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michael calvert

Iceland

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Thinking of having a trip accross the water to Iceland, yes i know miles away but hey must be worth it when you get there?

OPtions please, any one done it before , take you rown vehicle or hire one which then moves to fly out or ferry.

Flights from LHR from £200 Leeds £400 or manchester something inbetween

Ferry where do you sail from is it striaght forward or does it take a couple of years to get there!

any help much appreciated

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the in-laws took us to iceland a couple of years ago now.

It was brilliant- very expensive, but brilliant.

we flew out there hired a partol and drove round the interior for 10 days- i was gutted to find that no one else wanted to drive and i HAD to do all the driving :D

It was all very straightforward. There is only 1 tarmac road (thoughtfuly called road 1) around the island, the rest is just dirt tracks. Hundreds upon thousand of river crossings, huge glaciers, geysir (the real one), gulfoss, vatnajokull glacier, yokalsarlon are all worth the trip alone!

personally the cost of crossing my own car did not make it worthwhile- not with family in tow anyway. 99% of the tracks you come across are easily navigable by a standard 4x4 if you konw what you are doing (or even if you don't in my case)

if you have any specfic questions then let me know and i'll see if i can answer them.

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Try Iceland air out of Stanstead, they are far cheaper than BA or any of the others. We got a deal last year for £12 each return ! - No I am not joking.

We also used Discover The World to setup hotel bookings and a rough circular route from Rekjavik ( spelling ! ) taking in all places of interest en route. All you need to do is get from one hotel to the next by whatever route you choose. Well worth going to the glaciers at the point where they melt into a lagoon with icebergs, and visiting the blue lagoon. - a bit pricey for a public baths, but good fun.

We hired a Landcruiser in standard road spec and had no problems, other than they don't do deep water. - oops :D

If we went again, I would hire a 110.

But then if we went again, I would take my own car as it is far more capable than the hire vehicles, plus I know my way around it.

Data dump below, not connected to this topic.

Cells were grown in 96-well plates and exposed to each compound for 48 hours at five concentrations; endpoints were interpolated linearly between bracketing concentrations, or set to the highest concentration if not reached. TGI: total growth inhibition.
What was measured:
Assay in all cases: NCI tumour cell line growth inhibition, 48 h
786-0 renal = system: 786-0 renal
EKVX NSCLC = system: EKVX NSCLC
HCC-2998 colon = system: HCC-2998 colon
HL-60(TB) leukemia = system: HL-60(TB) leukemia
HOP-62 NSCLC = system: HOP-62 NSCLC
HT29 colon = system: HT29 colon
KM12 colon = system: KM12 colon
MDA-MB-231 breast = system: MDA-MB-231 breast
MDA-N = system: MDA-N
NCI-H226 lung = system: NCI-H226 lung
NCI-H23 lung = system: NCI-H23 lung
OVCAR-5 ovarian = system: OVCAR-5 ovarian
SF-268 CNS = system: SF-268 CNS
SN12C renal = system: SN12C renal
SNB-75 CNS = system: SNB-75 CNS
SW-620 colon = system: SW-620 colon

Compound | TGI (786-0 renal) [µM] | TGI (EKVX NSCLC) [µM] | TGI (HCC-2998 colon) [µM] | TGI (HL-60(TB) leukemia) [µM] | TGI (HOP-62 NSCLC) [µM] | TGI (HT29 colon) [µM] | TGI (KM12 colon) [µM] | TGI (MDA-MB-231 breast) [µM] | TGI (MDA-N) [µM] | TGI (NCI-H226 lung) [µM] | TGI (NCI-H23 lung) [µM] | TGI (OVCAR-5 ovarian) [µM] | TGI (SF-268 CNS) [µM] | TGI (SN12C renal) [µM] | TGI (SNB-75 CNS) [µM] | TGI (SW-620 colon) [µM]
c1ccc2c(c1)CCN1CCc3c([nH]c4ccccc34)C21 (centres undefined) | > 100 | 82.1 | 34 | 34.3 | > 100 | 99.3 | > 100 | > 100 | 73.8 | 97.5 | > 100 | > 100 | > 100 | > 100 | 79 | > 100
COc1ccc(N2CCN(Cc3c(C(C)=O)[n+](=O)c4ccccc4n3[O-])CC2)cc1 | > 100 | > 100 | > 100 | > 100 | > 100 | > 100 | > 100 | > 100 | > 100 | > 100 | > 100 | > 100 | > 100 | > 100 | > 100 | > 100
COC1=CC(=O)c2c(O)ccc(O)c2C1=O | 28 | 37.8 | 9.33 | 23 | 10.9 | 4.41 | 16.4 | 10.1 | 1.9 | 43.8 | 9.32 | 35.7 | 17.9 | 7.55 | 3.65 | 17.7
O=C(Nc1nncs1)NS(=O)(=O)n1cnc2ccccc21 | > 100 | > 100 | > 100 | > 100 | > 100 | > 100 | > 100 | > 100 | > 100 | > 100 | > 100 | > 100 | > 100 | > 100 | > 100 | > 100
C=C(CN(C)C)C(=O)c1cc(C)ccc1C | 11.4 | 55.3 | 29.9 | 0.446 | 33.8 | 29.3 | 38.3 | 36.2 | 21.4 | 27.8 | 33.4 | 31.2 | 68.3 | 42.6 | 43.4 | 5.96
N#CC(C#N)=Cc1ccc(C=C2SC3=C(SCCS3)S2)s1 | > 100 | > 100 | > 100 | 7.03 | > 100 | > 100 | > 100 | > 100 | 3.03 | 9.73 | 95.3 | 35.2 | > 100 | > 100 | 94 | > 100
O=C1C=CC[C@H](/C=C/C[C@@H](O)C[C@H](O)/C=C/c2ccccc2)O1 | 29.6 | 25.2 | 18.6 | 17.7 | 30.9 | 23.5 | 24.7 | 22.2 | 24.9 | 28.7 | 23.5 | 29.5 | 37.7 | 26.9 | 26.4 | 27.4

Be prepared to spend silly amounts of money on food. Approx £8.00 for a starter, £15 main course.

If you want more detailed data, please pm me and I will dig out the route data and prices.

Adrian.

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What you might see if you go !

post-2635-1187710786_thumb.jpg

The other great thing about Iceland ? - there's no one there !!

Absolutely great if you live in the South East :D :D

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stumpy / pugwash thanks so mch for the help, if you could email or pm me with any info it would be great

michael 'at' motor-sport-support dot co dot uk

cheers

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A friend went this April.

Shipped his 110 from Immingham and flew out from Stansted 7 days later.

He reckons if you budget £500 a head x 4 this will cover shipping, air fares, fuel, insurance.

Accommodation would be extra -basic hotels in capitol c.£50/room/night.

Food/drink on top.

John

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Only way to go is take your own (capable) vehicle.

I have been and the biggest cost is the ferry. You take your own food and camping gear

and spend a couple of quid a day on campsite fees. Then there is fuel.

We went in 2004 and spent less than £2000 for 3 weeks for 2 of us and

the vehicle from Bergen.

There is so much to see there that once you have gone you have to go back.

HERE is a thread from a group of Norwegians

that have just been. They did the same as us, 3 week holiday which gives you

2 weeks in Iceland.